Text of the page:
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Franklin Transit Authority joins program focused on operating safely during pandemic

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Franklin Transit

The Franklin Transit Main Street Shuttle is operated by the Franklin Transit Authority.

Franklin Transit Authority announced it has joined the American Public Transportation Association’s (APTA) Health and Safety Commitments Program, the public transportation industry’s overarching pledge to passengers that public transit systems are taking all the necessary measures to operate safely as the nation recovers from the COVID-19 pandemic.  

The health and safety of passengers and operators are the most important priorities for Franklin Transit Authority. Since the beginning of the pandemic, Franklin Transit Authority has worked tirelessly to keep riders safe from infection from the coronavirus. By signing on to the APTA Health and Safety Commitments Program with more than 100 public transit systems, Franklin Transit Authorityand the public transit industry are actively working to instill confidence in riders that they are committed to protecting their riders’ health and safety. 

The program was developed after asking transit users from across the country what measures would make them feel more confident riding public transportation amid concerns about COVID-19. From this research, the industry identified four key areas that transit systems need to address to earn riders’ confidence:

• Following public health guidelines from official sources

• Cleaning and disinfecting transit vehicles frequently and requiring face coverings and other protections

• Keeping passengers informed and empowered to choose the safest times and routes to ride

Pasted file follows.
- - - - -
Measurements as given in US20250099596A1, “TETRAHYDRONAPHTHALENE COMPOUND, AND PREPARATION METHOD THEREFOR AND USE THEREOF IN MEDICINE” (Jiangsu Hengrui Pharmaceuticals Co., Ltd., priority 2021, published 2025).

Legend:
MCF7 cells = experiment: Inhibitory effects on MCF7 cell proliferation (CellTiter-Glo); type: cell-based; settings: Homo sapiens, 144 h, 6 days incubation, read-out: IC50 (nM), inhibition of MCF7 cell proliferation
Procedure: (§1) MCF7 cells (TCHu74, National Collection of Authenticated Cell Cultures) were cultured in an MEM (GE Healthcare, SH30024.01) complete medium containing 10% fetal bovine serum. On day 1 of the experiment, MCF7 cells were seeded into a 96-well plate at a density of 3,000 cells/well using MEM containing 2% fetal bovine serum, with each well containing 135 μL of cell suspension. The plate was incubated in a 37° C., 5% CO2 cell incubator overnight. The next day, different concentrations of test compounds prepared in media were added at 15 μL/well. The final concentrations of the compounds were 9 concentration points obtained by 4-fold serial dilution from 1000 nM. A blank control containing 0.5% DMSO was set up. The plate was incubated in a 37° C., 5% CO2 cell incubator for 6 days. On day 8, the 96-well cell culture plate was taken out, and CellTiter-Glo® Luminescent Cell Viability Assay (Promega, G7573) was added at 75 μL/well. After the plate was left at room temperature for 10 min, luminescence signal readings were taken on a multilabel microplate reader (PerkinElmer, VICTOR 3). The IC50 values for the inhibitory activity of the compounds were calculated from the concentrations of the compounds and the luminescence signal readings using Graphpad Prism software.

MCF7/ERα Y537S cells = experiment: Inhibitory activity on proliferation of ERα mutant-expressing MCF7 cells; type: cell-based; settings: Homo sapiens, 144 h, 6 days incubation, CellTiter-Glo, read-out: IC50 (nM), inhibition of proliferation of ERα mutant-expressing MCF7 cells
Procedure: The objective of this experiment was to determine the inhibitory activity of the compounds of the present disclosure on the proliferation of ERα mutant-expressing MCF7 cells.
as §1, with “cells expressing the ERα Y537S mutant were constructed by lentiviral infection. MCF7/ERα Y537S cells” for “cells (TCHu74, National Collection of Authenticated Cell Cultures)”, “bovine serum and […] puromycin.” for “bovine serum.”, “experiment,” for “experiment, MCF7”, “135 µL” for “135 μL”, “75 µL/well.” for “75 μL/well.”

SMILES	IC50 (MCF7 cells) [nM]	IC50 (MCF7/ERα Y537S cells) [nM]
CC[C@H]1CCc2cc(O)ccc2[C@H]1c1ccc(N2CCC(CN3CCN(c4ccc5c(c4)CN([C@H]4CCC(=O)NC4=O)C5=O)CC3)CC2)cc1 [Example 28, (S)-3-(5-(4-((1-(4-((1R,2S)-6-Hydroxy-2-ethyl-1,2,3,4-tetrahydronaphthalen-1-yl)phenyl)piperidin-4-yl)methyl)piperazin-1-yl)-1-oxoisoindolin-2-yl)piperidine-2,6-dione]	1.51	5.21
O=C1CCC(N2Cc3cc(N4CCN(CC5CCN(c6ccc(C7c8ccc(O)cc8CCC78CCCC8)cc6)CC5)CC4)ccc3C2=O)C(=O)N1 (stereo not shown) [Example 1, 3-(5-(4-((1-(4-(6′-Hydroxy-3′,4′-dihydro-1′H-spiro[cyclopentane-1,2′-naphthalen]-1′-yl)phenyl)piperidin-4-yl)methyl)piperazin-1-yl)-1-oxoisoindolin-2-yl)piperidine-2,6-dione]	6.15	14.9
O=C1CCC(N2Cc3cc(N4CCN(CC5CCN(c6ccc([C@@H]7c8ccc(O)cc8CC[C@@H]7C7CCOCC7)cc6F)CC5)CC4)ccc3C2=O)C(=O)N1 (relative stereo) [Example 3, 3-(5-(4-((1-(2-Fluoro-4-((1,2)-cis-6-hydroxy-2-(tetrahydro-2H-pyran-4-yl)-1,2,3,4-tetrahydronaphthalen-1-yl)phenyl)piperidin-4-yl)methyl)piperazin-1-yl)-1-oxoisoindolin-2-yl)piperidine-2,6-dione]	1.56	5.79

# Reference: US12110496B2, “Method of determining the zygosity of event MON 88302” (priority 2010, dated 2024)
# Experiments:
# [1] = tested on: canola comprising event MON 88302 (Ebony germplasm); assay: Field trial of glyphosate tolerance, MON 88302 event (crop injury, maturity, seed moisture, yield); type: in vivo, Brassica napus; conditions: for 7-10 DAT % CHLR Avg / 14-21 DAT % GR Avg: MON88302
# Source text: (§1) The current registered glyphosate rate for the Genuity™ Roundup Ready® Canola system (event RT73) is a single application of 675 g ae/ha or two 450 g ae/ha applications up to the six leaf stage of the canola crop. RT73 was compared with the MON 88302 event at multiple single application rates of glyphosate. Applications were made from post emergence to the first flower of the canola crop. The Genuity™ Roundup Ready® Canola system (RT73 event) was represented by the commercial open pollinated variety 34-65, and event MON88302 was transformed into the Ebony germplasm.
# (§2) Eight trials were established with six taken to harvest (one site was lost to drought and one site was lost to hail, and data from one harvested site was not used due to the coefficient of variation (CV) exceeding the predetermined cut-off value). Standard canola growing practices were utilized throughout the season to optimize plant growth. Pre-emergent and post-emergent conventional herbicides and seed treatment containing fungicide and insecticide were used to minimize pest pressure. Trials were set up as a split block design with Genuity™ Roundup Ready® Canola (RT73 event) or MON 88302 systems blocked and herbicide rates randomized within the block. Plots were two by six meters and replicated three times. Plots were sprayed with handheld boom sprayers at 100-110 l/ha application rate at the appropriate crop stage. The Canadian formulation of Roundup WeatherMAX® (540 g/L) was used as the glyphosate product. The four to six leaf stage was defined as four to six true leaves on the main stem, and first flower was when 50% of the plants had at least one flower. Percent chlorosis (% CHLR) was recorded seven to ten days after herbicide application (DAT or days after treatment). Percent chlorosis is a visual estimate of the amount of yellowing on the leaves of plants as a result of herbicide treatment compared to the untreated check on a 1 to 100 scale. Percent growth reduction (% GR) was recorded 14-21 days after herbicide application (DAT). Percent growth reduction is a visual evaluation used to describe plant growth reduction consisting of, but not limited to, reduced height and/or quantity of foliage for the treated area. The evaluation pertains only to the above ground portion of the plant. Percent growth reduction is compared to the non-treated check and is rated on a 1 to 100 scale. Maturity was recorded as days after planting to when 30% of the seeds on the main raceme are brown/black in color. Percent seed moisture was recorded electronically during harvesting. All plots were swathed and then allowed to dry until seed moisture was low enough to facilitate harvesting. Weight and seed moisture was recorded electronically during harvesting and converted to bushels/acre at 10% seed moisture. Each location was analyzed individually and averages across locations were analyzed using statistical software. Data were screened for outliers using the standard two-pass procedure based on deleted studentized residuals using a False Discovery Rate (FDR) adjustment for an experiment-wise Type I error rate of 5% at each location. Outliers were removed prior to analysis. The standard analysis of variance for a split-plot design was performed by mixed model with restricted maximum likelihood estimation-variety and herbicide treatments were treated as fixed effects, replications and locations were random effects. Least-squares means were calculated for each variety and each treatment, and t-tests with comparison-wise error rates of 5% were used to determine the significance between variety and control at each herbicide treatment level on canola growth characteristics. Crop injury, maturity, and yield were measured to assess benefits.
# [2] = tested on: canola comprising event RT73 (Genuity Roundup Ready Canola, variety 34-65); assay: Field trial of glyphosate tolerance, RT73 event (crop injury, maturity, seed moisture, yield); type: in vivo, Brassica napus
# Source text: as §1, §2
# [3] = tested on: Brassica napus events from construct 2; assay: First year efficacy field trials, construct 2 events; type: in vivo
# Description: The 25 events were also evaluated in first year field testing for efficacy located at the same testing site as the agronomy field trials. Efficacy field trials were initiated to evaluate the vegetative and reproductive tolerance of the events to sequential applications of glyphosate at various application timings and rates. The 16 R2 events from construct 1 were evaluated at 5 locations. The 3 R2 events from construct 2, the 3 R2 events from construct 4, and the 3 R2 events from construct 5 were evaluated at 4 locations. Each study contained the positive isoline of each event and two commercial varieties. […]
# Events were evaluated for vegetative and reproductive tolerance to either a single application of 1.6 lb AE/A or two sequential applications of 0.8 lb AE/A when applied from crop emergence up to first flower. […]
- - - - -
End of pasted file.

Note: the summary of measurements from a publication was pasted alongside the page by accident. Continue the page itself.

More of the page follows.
• Putting health first by requiring riders and employees to avoid public transit if they have been exposed to COVID-19 or feel ill

Franklin Transit Authority has pledged to meet these commitments by creating specific policies that are effective for the system, riders and community. A key component of the Health and Safety Commitments Program is the shared responsibility of the system and riders to follow the guidelines. Riders rely on the transit agency to follow these commitments, and Franklin Transit Authority relies on riders to protect themselves and other customers. 

“We are committed to the health and safety of our passengers, drivers, and the community we serve,” said Debbie Henry, Franklin Transit executive director. “Since the beginning of the COVID-19 outbreak, we have worked untiringly in providing a safe transit environment for our riders. We applaud the national work of APTA and are honored to be part of the Health and Safety Commitments Program.”

Franklin Transit Authorityis committed to continually addressing and implementing pillars of the program. Current actions include, but are not limited to, the following: 

• Keeping transit vehicles clean, sanitized, disinfected daily

• Closely monitoring and following updated policies and practices from official public health experts and agencies

• Helping riders practice social distancing and requiring face coverings on board and in the transit building

• Updating riders regarding the status of service

• Requiring all transit personnel to use face coverings and closely monitor their individual health status

“This program is a commitment that this industry is making to all those we serve now and to those who we look forward to serving,” said Nuria I. Fernandez, APTA chair and general manager and CEO of Santa Clara Valley Transportation Authority. “Public transportation is and will be vital to the social and economic recovery of our nation. But getting there requires us to win back our ridership and encourage new riders to view public transit as a preferred mobility choice. We believe this commitment program will help do this.”

“The program being launched today is the public transportation industry’s pledge to promote sensible policies and practices designed to keep transit users and transit employees safe during the COVID-19 crisis,” said APTA President and CEO Paul P. Skoutelas. “It is a logical extension of the innovation and commitment we have been demonstrating for the past several months — and it makes the need for at least $32 billion in additional emergency funding that much more urgent and critical.”

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